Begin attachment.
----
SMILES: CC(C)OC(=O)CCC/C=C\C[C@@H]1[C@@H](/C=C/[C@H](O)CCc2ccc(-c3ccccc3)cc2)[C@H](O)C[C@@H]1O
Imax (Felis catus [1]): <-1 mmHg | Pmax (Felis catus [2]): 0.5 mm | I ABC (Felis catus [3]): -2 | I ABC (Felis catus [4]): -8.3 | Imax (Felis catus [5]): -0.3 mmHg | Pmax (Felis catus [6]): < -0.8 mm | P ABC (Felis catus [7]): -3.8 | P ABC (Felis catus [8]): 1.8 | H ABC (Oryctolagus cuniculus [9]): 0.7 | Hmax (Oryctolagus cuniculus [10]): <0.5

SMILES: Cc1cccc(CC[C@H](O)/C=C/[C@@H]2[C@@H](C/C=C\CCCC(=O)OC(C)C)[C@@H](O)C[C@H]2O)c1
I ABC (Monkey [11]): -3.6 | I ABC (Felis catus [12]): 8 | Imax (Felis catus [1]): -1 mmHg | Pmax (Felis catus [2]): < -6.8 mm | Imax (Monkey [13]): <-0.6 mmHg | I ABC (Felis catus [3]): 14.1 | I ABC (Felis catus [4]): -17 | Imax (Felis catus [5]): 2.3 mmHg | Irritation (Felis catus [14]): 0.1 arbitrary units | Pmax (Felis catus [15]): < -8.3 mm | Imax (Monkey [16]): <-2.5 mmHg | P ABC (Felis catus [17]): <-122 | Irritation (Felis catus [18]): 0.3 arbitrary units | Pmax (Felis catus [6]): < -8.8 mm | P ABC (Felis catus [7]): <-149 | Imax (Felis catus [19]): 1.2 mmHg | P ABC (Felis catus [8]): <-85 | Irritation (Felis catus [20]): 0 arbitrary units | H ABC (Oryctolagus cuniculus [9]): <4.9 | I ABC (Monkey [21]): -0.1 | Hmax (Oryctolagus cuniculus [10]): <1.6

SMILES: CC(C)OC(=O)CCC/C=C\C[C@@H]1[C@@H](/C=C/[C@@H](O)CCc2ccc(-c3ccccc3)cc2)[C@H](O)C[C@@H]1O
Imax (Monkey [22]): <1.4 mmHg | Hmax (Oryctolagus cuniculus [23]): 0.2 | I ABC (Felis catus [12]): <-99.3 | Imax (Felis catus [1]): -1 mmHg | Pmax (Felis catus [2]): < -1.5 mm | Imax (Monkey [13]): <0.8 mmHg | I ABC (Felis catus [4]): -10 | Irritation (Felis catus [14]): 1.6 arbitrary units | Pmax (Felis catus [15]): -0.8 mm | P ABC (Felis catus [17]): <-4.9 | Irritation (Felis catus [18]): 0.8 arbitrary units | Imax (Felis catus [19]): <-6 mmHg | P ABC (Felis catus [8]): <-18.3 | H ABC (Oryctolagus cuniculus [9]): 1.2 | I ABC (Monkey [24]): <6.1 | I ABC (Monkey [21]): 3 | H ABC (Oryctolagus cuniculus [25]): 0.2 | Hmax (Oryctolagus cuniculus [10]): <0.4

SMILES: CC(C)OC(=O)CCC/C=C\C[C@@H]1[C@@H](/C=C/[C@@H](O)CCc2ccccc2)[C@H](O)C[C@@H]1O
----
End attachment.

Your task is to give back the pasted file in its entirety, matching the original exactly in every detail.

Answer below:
SMILES: CC(C)OC(=O)CCC/C=C\C[C@@H]1[C@@H](/C=C/[C@H](O)CCc2ccc(-c3ccccc3)cc2)[C@H](O)C[C@@H]1O
Imax (Felis catus [1]): <-1 mmHg | Pmax (Felis catus [2]): 0.5 mm | I ABC (Felis catus [3]): -2 | I ABC (Felis catus [4]): -8.3 | Imax (Felis catus [5]): -0.3 mmHg | Pmax (Felis catus [6]): < -0.8 mm | P ABC (Felis catus [7]): -3.8 | P ABC (Felis catus [8]): 1.8 | H ABC (Oryctolagus cuniculus [9]): 0.7 | Hmax (Oryctolagus cuniculus [10]): <0.5

SMILES: Cc1cccc(CC[C@H](O)/C=C/[C@@H]2[C@@H](C/C=C\CCCC(=O)OC(C)C)[C@@H](O)C[C@H]2O)c1
I ABC (Monkey [11]): -3.6 | I ABC (Felis catus [12]): 8 | Imax (Felis catus [1]): -1 mmHg | Pmax (Felis catus [2]): < -6.8 mm | Imax (Monkey [13]): <-0.6 mmHg | I ABC (Felis catus [3]): 14.1 | I ABC (Felis catus [4]): -17 | Imax (Felis catus [5]): 2.3 mmHg | Irritation (Felis catus [14]): 0.1 arbitrary units | Pmax (Felis catus [15]): < -8.3 mm | Imax (Monkey [16]): <-2.5 mmHg | P ABC (Felis catus [17]): <-122 | Irritation (Felis catus [18]): 0.3 arbitrary units | Pmax (Felis catus [6]): < -8.8 mm | P ABC (Felis catus [7]): <-149 | Imax (Felis catus [19]): 1.2 mmHg | P ABC (Felis catus [8]): <-85 | Irritation (Felis catus [20]): 0 arbitrary units | H ABC (Oryctolagus cuniculus [9]): <4.9 | I ABC (Monkey [21]): -0.1 | Hmax (Oryctolagus cuniculus [10]): <1.6

SMILES: CC(C)OC(=O)CCC/C=C\C[C@@H]1[C@@H](/C=C/[C@@H](O)CCc2ccc(-c3ccccc3)cc2)[C@H](O)C[C@@H]1O
Imax (Monkey [22]): <1.4 mmHg | Hmax (Oryctolagus cuniculus [23]): 0.2 | I ABC (Felis catus [12]): <-99.3 | Imax (Felis catus [1]): -1 mmHg | Pmax (Felis catus [2]): < -1.5 mm | Imax (Monkey [13]): <0.8 mmHg | I ABC (Felis catus [4]): -10 | Irritation (Felis catus [14]): 1.6 arbitrary units | Pmax (Felis catus [15]): -0.8 mm | P ABC (Felis catus [17]): <-4.9 | Irritation (Felis catus [18]): 0.8 arbitrary units | Imax (Felis catus [19]): <-6 mmHg | P ABC (Felis catus [8]): <-18.3 | H ABC (Oryctolagus cuniculus [9]): 1.2 | I ABC (Monkey [24]): <6.1 | I ABC (Monkey [21]): 3 | H ABC (Oryctolagus cuniculus [25]): 0.2 | Hmax (Oryctolagus cuniculus [10]): <0.4

SMILES: CC(C)OC(=O)CCC/C=C\C[C@@H]1[C@@H](/C=C/[C@@H](O)CCc2ccccc2)[C@H](O)C[C@@H]1O